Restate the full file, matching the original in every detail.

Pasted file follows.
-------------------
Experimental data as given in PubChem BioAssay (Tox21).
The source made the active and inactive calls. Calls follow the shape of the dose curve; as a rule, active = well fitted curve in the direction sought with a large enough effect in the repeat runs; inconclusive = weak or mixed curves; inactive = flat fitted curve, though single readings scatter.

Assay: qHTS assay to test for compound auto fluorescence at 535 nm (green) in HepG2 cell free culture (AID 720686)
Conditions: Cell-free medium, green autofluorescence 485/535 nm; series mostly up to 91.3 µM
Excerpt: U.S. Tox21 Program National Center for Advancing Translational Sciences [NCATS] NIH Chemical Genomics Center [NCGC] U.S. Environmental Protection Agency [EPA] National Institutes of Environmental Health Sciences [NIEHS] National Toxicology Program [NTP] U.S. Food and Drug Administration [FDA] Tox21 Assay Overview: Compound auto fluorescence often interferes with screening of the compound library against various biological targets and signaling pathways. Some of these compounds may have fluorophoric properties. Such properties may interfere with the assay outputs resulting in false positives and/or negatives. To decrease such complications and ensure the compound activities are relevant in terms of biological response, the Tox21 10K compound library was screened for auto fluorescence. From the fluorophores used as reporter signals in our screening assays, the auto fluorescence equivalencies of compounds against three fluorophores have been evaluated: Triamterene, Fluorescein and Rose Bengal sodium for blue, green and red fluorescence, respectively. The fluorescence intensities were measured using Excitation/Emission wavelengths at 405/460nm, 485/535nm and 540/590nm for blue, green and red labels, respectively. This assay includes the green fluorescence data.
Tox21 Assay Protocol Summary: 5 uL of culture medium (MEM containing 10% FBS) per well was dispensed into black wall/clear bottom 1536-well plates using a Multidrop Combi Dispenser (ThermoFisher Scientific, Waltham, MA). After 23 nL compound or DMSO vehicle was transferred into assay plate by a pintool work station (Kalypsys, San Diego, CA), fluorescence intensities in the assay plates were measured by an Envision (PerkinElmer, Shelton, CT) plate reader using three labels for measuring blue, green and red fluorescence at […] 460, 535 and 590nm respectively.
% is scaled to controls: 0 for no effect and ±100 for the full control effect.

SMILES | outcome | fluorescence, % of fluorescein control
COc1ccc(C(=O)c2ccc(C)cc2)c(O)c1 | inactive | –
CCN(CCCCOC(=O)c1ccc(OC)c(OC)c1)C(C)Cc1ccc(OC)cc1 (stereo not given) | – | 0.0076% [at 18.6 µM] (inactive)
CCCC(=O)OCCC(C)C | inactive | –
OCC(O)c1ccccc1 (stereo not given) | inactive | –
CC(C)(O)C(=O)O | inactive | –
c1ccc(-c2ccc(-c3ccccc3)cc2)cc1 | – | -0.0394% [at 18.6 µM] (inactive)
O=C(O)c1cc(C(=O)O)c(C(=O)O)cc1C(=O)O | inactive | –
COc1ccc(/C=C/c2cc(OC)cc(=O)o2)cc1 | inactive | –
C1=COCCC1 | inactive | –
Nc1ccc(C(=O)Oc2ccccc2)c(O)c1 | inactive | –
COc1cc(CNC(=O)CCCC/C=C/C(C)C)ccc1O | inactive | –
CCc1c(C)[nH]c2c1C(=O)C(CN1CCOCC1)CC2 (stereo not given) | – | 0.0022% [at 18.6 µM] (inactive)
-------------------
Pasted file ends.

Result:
Experimental data as given in PubChem BioAssay (Tox21).
The source made the active and inactive calls. Calls follow the shape of the dose curve; as a rule, active = well fitted curve in the direction sought with a large enough effect in the repeat runs; inconclusive = weak or mixed curves; inactive = flat fitted curve, though single readings scatter.

Assay: qHTS assay to test for compound auto fluorescence at 535 nm (green) in HepG2 cell free culture (AID 720686)
Conditions: Cell-free medium, green autofluorescence 485/535 nm; series mostly up to 91.3 µM
Excerpt: U.S. Tox21 Program National Center for Advancing Translational Sciences [NCATS] NIH Chemical Genomics Center [NCGC] U.S. Environmental Protection Agency [EPA] National Institutes of Environmental Health Sciences [NIEHS] National Toxicology Program [NTP] U.S. Food and Drug Administration [FDA] Tox21 Assay Overview: Compound auto fluorescence often interferes with screening of the compound library against various biological targets and signaling pathways. Some of these compounds may have fluorophoric properties. Such properties may interfere with the assay outputs resulting in false positives and/or negatives. To decrease such complications and ensure the compound activities are relevant in terms of biological response, the Tox21 10K compound library was screened for auto fluorescence. From the fluorophores used as reporter signals in our screening assays, the auto fluorescence equivalencies of compounds against three fluorophores have been evaluated: Triamterene, Fluorescein and Rose Bengal sodium for blue, green and red fluorescence, respectively. The fluorescence intensities were measured using Excitation/Emission wavelengths at 405/460nm, 485/535nm and 540/590nm for blue, green and red labels, respectively. This assay includes the green fluorescence data.
Tox21 Assay Protocol Summary: 5 uL of culture medium (MEM containing 10% FBS) per well was dispensed into black wall/clear bottom 1536-well plates using a Multidrop Combi Dispenser (ThermoFisher Scientific, Waltham, MA). After 23 nL compound or DMSO vehicle was transferred into assay plate by a pintool work station (Kalypsys, San Diego, CA), fluorescence intensities in the assay plates were measured by an Envision (PerkinElmer, Shelton, CT) plate reader using three labels for measuring blue, green and red fluorescence at […] 460, 535 and 590nm respectively.
% is scaled to controls: 0 for no effect and ±100 for the full control effect.

SMILES | outcome | fluorescence, % of fluorescein control
COc1ccc(C(=O)c2ccc(C)cc2)c(O)c1 | inactive | –
CCN(CCCCOC(=O)c1ccc(OC)c(OC)c1)C(C)Cc1ccc(OC)cc1 (stereo not given) | – | 0.0076% [at 18.6 µM] (inactive)
CCCC(=O)OCCC(C)C | inactive | –
OCC(O)c1ccccc1 (stereo not given) | inactive | –
CC(C)(O)C(=O)O | inactive | –
c1ccc(-c2ccc(-c3ccccc3)cc2)cc1 | – | -0.0394% [at 18.6 µM] (inactive)
O=C(O)c1cc(C(=O)O)c(C(=O)O)cc1C(=O)O | inactive | –
COc1ccc(/C=C/c2cc(OC)cc(=O)o2)cc1 | inactive | –
C1=COCCC1 | inactive | –
Nc1ccc(C(=O)Oc2ccccc2)c(O)c1 | inactive | –
COc1cc(CNC(=O)CCCC/C=C/C(C)C)ccc1O | inactive | –
CCc1c(C)[nH]c2c1C(=O)C(CN1CCOCC1)CC2 (stereo not given) | – | 0.0022% [at 18.6 µM] (inactive)